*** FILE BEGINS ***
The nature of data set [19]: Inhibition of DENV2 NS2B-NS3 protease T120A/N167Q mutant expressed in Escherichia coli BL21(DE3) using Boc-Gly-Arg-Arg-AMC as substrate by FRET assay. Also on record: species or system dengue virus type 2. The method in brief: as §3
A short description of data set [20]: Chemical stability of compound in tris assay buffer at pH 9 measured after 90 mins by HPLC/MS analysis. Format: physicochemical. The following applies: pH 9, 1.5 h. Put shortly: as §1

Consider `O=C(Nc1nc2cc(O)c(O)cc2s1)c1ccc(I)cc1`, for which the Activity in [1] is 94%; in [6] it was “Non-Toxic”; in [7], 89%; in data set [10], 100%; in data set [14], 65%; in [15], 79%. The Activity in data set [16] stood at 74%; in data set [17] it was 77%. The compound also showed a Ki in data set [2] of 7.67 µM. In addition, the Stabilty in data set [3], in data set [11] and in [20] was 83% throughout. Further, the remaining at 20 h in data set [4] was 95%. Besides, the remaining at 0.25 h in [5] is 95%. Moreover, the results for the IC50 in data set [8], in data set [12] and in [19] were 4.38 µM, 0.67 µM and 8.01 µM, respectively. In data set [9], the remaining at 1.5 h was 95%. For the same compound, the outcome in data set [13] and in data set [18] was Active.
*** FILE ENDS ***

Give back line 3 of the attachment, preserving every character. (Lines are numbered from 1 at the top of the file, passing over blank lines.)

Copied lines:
Consider `O=C(Nc1nc2cc(O)c(O)cc2s1)c1ccc(I)cc1`, for which the Activity in [1] is 94%; in [6] it was “Non-Toxic”; in [7], 89%; in data set [10], 100%; in data set [14], 65%; in [15], 79%. The Activity in data set [16] stood at 74%; in data set [17] it was 77%. The compound also showed a Ki in data set [2] of 7.67 µM. In addition, the Stabilty in data set [3], in data set [11] and in [20] was 83% throughout. Further, the remaining at 20 h in data set [4] was 95%. Besides, the remaining at 0.25 h in [5] is 95%. Moreover, the results for the IC50 in data set [8], in data set [12] and in [19] were 4.38 µM, 0.67 µM and 8.01 µM, respectively. In data set [9], the remaining at 1.5 h was 95%. For the same compound, the outcome in data set [13] and in data set [18] was Active.